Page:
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What pediatricians, parents can do to mitigate harm from negative media messages :

March 10, 2020

Before social media, children were exposed to advertising and negative stereotypes mostly on the family television or in newspapers and magazines brought into the home.

Today, the media and advertisers have 24-hour access to homes as they pressure children (who typically are without adult supervision) to fit into a certain image. Those with social power reward or punish expressions of religion, ethnicity, gender or weight to conform to majority standards. As a result, some youths see themselves as undeserving and separate from the “norm.”

Fortunately, parents remain the greatest influencers of children’s lives. However, the challenge of promoting a child’s independence while providing structure requires continuous attention.

Pediatricians can play an important role in addressing the media's role in perpetuating the toxic stress of negative images based on race, gender, ability and body type. Here are some tips you can offer families on how to counter the harm children experience through media as well as what you and your practice can do.

  • Model positive behavior. From the exam room to the dinner table, children observe the behavior of the people they admire. Clinics should consider what media choices are available. Adults should engage with positive media and also demonstrate that media is not the default activity when we are unoccupied.
  • Include different perspectives. Negative stereotypes and expressions of discrimination are significant even when only a small number of people are affected. All children deserve the opportunity to see themselves in a positive representation. Clinics should be an encouraging place with inclusive images.
  • Create media-free zones and times. While the debate continues on media’s influence, consensus exists that we learn from exposure and repetition. Media creators’ primary purpose is to capture attention and expose others to their message as much as possible. Turning off media is like getting out of the swimming pool. You can’t swim without water, and you can’t experience toxic images without media.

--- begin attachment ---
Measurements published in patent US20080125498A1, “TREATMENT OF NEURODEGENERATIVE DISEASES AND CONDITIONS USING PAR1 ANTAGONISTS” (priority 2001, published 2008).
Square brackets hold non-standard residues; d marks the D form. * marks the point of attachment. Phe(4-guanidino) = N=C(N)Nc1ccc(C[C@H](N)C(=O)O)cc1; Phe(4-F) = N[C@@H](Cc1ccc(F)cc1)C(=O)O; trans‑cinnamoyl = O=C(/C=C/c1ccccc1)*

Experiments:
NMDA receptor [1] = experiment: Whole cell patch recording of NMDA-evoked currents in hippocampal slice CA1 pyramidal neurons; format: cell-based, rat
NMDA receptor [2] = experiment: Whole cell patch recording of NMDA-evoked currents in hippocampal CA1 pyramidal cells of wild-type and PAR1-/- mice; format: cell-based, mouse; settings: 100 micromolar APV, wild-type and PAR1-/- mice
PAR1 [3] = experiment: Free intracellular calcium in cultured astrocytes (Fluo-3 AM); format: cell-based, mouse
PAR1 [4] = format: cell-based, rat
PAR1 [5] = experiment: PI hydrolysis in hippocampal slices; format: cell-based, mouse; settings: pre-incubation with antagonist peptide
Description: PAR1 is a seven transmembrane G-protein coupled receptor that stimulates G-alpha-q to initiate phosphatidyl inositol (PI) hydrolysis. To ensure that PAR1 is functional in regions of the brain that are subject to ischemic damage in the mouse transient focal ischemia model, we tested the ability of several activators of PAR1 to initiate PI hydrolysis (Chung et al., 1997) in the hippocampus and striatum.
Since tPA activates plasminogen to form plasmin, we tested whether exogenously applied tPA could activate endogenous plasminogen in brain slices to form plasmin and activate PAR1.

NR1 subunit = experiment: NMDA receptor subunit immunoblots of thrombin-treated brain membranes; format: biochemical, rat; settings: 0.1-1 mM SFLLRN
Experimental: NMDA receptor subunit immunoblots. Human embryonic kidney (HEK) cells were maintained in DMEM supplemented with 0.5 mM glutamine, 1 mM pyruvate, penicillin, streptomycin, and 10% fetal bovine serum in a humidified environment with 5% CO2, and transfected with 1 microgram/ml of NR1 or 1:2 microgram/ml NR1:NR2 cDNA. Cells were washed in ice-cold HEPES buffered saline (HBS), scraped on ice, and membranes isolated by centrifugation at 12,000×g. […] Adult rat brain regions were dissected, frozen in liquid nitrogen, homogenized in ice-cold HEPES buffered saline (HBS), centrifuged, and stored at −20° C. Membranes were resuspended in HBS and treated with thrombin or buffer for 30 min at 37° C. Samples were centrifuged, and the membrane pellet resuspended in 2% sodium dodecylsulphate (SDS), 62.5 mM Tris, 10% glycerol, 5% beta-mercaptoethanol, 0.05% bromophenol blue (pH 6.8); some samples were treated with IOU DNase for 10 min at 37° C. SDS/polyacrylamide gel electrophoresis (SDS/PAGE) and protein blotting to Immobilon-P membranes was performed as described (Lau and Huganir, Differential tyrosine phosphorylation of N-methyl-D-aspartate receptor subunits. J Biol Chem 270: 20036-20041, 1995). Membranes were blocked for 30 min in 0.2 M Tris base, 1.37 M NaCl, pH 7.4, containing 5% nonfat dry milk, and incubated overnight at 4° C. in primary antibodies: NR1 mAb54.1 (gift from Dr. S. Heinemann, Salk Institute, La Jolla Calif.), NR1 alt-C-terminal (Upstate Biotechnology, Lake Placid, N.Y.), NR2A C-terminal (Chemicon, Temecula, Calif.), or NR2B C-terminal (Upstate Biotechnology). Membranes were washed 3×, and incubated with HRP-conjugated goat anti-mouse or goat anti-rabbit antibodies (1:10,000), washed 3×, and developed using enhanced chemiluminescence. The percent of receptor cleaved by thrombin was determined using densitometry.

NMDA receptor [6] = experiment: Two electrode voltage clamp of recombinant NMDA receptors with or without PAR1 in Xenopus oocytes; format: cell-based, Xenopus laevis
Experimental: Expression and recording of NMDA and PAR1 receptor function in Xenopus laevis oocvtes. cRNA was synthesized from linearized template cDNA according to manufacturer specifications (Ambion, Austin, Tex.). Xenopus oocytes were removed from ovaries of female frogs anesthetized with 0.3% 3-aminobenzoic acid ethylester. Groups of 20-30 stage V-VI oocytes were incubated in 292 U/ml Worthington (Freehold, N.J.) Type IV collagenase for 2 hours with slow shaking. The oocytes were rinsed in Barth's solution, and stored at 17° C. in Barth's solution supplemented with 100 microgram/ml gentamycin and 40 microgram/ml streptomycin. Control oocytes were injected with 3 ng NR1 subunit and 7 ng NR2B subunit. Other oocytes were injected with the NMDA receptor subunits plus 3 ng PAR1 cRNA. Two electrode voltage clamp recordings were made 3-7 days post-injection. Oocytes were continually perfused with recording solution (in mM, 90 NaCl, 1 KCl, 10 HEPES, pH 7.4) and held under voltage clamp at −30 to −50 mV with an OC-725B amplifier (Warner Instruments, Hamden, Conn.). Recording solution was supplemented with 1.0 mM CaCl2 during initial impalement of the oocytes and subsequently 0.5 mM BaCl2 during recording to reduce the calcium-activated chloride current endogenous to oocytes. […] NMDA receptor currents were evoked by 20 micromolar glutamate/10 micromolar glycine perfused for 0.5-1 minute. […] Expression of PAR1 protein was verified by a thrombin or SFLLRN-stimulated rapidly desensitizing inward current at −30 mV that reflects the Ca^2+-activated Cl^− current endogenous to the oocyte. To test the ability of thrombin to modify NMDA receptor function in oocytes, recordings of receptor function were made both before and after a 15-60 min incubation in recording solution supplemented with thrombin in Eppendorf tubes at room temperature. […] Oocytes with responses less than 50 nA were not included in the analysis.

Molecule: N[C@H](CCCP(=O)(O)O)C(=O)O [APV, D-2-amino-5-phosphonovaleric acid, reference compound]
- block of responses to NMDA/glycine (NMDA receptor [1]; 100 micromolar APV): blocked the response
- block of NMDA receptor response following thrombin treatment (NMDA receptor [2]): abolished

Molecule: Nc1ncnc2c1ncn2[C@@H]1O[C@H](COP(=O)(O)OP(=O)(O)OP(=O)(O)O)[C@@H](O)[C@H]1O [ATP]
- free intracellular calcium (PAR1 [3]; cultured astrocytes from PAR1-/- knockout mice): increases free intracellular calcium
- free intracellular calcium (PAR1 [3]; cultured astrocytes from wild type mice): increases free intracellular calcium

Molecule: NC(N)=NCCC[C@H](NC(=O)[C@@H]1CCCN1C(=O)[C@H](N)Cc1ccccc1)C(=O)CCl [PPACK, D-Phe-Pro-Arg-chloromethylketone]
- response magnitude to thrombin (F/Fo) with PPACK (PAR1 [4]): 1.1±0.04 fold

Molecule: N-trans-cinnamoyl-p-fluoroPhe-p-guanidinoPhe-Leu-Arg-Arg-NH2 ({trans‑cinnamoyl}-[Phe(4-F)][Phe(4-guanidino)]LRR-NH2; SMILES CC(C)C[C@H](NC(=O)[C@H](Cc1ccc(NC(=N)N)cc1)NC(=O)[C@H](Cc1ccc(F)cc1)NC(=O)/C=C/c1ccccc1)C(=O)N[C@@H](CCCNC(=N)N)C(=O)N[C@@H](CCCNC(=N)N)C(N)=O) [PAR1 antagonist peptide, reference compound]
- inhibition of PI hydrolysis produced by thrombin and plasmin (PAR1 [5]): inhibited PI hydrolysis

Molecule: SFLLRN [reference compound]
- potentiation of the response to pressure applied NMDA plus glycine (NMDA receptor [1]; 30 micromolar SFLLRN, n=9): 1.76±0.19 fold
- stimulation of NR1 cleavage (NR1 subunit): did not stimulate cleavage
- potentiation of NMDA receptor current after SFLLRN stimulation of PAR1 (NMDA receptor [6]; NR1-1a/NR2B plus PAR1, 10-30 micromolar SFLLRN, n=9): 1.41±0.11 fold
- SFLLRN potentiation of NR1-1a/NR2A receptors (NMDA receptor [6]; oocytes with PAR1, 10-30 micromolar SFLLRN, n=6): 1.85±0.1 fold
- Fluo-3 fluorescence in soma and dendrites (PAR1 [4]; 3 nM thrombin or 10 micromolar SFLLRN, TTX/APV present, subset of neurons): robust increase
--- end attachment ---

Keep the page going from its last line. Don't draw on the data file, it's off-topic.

• Have uncomfortable conversations. Few issues improve by ignoring them, especially emotional and behavioral problems. Stress is a reflection of lack of control. Having a conversation about the feelings, thoughts and experiences associated with threatening stereotypes is the first step to exerting control over the situation.
  • Use your voice/platform to call for change. Letters and phone calls to editors, producers and politicians may seem intimidating or feel like shouting into the void. The reality is that silence has no chance of creating change. Speaking out produces some feeling of control and lets media producers know someone is concerned.

Media no longer is a passive experience controlled by a select few. While some organizations have considerable influence, there are more choices than ever before. Parents and anyone invested in child health can influence youths’ choices of what to consume and when, and help them avoid negative messages and process the messages they receive.

The problem is ever-changing, and media will adapt to our efforts. We have the same ability to adapt our efforts to reduce children’s exposure to toxic media.

Dr. Hutchinson is a member of the AAP Council on Communications and Media.

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